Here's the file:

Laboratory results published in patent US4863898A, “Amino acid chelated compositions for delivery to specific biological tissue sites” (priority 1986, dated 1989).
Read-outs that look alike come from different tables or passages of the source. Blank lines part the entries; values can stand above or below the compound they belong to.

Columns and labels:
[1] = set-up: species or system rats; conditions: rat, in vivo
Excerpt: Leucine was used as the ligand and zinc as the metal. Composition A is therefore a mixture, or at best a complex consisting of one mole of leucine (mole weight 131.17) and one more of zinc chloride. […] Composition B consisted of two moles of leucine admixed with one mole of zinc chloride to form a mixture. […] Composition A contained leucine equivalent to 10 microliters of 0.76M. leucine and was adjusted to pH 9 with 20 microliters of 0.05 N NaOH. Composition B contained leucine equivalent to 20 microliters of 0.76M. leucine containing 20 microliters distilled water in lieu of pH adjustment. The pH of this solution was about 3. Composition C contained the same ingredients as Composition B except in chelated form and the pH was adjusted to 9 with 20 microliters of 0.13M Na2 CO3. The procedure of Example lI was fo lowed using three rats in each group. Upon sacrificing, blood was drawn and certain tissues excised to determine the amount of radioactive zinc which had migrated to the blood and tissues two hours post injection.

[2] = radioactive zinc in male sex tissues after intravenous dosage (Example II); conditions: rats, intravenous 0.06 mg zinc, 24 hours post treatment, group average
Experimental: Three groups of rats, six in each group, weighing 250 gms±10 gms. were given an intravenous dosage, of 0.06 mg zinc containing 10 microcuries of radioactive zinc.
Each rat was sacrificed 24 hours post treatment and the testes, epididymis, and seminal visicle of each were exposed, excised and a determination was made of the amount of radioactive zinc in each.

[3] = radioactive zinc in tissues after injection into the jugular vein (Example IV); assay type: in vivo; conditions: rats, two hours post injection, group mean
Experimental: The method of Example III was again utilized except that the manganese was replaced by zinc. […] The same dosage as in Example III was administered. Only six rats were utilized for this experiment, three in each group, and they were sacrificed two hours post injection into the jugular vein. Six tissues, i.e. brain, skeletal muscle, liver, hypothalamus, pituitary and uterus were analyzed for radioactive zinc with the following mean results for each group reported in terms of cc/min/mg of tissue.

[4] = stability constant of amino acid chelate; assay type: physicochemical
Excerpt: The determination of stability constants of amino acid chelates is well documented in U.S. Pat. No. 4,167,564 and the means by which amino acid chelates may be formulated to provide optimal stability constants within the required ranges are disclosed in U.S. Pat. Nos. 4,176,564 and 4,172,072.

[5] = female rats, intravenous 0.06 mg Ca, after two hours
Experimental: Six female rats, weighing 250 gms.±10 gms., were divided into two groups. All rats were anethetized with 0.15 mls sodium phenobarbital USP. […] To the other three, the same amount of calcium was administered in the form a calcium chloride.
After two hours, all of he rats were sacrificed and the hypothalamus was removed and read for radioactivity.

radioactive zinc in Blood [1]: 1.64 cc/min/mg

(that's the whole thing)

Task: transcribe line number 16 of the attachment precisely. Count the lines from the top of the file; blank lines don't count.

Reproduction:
radioactive zinc in Blood [1]: 1.64 cc/min/mg